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  1. Happy Birthday-ish. I am sending you good wishes and a reminder about how strong you are. You have overcome so much in your life. I can only imagine that it would be hard to not know your actual birthday or age. Being taken from family is even harder. It sounds like you have gone through a lot. Thanks for enlightening us about laws and some of the things that still need to be done.
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    1. Thanks!
      It wasn’t hard for me to not know (didn’t even know that I would want to know), until it became something that others demanded I know. Which is why I keep using this date. Time measurement is VERY important to some people. (Not me, so much, but people.)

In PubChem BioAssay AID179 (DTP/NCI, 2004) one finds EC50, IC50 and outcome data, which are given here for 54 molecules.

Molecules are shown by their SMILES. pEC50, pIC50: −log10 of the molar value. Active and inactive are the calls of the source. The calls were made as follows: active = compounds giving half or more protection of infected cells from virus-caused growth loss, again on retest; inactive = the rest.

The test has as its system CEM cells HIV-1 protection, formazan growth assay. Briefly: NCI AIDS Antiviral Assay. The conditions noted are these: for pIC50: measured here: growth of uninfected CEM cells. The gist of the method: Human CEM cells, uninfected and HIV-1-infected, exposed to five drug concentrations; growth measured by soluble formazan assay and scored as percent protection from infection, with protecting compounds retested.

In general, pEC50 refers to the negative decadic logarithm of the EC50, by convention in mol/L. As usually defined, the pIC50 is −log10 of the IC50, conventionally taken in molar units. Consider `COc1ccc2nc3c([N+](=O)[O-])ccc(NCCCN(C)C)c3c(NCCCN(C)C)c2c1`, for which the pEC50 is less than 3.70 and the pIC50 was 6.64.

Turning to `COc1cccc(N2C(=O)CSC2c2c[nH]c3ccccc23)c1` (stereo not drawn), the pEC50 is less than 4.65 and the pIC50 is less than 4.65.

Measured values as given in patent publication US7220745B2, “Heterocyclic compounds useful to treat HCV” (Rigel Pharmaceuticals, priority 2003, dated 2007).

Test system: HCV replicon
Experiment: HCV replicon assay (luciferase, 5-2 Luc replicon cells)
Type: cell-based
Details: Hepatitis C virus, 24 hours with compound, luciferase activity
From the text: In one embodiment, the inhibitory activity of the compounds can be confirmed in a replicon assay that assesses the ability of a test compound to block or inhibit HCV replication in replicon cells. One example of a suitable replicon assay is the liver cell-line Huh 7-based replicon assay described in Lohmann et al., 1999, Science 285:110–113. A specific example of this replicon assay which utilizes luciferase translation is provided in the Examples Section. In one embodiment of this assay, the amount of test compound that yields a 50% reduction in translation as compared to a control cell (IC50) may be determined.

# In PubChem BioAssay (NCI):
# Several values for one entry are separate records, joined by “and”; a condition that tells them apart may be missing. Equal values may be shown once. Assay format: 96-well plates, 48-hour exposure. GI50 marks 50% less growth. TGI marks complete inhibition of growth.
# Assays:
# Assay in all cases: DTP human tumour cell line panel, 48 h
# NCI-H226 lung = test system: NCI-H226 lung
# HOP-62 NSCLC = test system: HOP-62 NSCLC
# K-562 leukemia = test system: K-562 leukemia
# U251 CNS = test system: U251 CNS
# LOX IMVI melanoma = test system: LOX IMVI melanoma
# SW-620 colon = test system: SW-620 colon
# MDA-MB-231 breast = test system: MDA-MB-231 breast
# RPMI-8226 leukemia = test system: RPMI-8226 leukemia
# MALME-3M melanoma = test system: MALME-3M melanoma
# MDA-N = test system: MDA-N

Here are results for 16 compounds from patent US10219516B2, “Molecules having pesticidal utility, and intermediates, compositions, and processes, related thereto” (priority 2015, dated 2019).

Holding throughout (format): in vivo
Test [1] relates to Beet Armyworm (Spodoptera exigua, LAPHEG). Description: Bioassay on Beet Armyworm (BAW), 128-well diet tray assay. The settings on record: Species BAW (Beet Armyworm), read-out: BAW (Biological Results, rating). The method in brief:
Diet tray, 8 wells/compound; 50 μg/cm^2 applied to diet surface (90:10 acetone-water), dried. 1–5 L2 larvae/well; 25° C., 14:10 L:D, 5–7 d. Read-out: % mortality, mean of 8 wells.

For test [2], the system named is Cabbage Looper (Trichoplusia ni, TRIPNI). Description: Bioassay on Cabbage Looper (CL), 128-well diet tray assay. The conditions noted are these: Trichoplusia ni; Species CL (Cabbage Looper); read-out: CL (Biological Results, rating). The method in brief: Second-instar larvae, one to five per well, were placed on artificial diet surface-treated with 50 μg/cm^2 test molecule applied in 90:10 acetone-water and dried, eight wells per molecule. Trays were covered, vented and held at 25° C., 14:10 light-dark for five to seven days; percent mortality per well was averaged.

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  2. Happy imaginary birthday. I think I”m going to imagine that I’m getting younger and let you have the rest of my birthdays from now on. Your post provides a lot to think about. When I was visiting my daughters in NJ I thought about you several times–whenever I passed a place called the Lenape Motel. I don’t know exactly why it had that name, but that’s what they called it.
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    1. There are a lot of places around here named for words of my people. All of New Jersey was part of our territory.
      Thanks for reading and commenting! Hope you had a fun time traveling around. I just got back from another excursion into the woods. As anyone near my area can tell you, it rained hard enough to cause a flood watch more than once. My other half is not amused.